Summer school starts next week. Tomorrow we have an open house to meet the teacher. It's not his normal school, and apparently this school is in a bad neighborhood and according to other parents and Jaymes IEP team, summer school will be nothing but daycare. I'm trying to be positive going into it though.
I'll miss him, we've actually been having a lot of fun, despite the destruction. I like having my little buddy around.
Tuesday, June 16, 2009
I spent a couple days sulking after the not-so-great IEP meeting, because sometimes you just need to stew for awhile, but I'm feeling a lot better about things now. There's no use in stressing over next year's issues until they occur, and I guess it's smarter to assume it'll go as promised at the meeting, rather than badly. We've had enough issues with various schools over the last 3 years that I've become just a little pessimistic and not what you'd call trusting in the schools doing what they say they will. Current school is a very good one though, and we'll see what happens. I guess the worst case scenario would be having to call another ugly IEP meeting.
I have to say, IEP meetings are really good for me. I remember Jaymes' first IEP years ago when he was 3 and starting school. I was so shy and nervous I didn't speak at all the entire time. I didn't know to read the IEP goals, or that I had a say in things. I had no clue, and Jaymes had some utterly ridiculous goals on his early IEPs. Every meeting I attend teaches me something new, and forces that assertiveness out of me. I am, by nature, incredibly shy. I don't like confrontation, and I prefer to just go along with whatever everyone else wants. It's been so hard to break out of that, and even when I know I'm pushing what's best for Jaymes, I still feel slightly ridiculous and like some awful bitch for pushing the issue. It's character building, to say the least. Painful, uncomfortable, humiliating sometimes... But good for me as a parent.
Jaymes is loving summer break. Monday we had my friend Kristi and her 2 sons over to play. Her older son is a couple years older than Jaymes, and also autistic and her other son is Sierra's age. They're both adorable, and it's a lot of fun to have them come over. The kids love it. They played in the front pasture with the kiddy pool and slide. The older boy, D. had a blast, and it was just such a cool experience. Younger son had a lot of fun spraying me and Sierra with squirty gun things. Went inside later and D buried himself in Sierra's stuffed animals. Her bed is covered in them, and he had SO much fun. It was really cute to see. Sierra and the younger son, W. played with the box of rice and pinto beans (for playing, not eating) and at some point rice began flying across the room. In the end, the room ended up being vacuumed for a long long time, then swept, then I gave up. Lesson learned? Rice is a BAD toy. BAD. Very, very bad. No more playing with rice. I'll buy more beans for Jaymes to dig in.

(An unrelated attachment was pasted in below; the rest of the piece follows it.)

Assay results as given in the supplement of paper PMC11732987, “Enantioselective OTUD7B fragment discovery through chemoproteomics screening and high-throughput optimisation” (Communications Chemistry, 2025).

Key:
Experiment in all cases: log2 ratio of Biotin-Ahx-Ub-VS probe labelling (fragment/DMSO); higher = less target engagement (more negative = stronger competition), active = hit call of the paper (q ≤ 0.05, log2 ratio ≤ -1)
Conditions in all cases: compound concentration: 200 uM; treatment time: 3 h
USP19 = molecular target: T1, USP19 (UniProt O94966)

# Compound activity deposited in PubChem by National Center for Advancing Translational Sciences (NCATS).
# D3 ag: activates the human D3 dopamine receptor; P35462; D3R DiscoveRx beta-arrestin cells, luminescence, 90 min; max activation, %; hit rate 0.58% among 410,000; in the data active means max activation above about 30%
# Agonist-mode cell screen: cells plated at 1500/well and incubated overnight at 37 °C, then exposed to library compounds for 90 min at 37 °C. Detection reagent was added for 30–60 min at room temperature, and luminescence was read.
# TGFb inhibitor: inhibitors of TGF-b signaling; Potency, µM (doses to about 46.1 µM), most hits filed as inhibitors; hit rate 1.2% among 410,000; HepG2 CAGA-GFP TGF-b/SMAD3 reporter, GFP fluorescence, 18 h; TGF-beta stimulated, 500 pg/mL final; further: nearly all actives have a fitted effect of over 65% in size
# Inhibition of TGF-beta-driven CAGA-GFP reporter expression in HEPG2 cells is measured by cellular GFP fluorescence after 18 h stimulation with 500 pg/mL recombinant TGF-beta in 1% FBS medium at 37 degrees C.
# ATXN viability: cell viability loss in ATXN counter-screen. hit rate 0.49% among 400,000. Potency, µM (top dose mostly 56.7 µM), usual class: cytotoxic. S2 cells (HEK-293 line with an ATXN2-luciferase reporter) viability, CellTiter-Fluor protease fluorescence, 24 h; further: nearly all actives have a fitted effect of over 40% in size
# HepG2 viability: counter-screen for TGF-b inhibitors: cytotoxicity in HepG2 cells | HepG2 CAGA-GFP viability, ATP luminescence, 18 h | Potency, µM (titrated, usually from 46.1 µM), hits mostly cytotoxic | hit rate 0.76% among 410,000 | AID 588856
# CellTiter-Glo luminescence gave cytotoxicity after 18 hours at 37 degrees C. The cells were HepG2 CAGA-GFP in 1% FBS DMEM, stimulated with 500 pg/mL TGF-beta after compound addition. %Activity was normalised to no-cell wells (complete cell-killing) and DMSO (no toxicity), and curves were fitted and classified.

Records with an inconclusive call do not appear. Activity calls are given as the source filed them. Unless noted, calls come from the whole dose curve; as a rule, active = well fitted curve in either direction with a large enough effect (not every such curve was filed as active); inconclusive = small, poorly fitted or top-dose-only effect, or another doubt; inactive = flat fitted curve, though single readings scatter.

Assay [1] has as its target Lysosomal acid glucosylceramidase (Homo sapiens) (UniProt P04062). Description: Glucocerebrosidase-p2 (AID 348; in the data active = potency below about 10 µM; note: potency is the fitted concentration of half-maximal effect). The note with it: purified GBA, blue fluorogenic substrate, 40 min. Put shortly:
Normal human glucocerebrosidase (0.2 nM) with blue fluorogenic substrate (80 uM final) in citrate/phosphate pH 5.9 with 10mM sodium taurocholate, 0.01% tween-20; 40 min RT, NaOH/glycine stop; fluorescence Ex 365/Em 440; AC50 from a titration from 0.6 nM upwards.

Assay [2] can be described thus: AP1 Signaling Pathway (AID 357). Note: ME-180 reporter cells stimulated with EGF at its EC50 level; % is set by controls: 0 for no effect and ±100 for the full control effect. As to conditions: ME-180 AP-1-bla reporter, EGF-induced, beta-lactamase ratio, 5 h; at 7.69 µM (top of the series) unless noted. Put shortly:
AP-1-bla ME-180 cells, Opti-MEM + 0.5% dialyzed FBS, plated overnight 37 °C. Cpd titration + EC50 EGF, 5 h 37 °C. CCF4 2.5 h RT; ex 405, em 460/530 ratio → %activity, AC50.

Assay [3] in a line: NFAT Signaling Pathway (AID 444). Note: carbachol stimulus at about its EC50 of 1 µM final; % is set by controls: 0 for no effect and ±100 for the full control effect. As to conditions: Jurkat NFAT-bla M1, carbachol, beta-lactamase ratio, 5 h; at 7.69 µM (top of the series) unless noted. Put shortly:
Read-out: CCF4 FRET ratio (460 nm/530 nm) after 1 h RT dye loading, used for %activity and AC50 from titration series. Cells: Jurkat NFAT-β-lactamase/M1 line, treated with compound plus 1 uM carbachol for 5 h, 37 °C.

Today, we watched Thomas the Train, played ball, and grandma came over for a little while. Then we took the kids out to Harris Teeter for cookies and to get subs (yum) and brought them home for naps. Jaymes had OT at 5:30, and he really did a wonderful job.
He was so happy and excited, although he was a little too hyper. Tons of talking and expressions of pure joy on his little face. He did some animal stencils, then colored the animals and cut them out (square, not the exact outline of the animals). He is so good at cutting with scissors, he can do it all himself and he's so close to being right on the line she draws to keep him on track. He's come such a long way. He used his Vantage Lite to request the ball pit a whole bunch of times, and had the time of his life leaping and burying himself and squirming around in the balls. I love watching him play, he's just a vision of happiness.
Jaymes is doing really well lately. His meds are stable, and he's not up and down all the time. He still has his difficult moments, but for the most part he is really a pleasant little guy and I am really enjoying having him home. Tomorrow we're going to get some summer stuff- paper, stickers, crayons, sidewalk chalk, sprinkler, etc. The busier he is kept, the easier he is to handle. Hopefully our friends will come play again, that's really a lot of fun for everyone and I love having some adult conversation!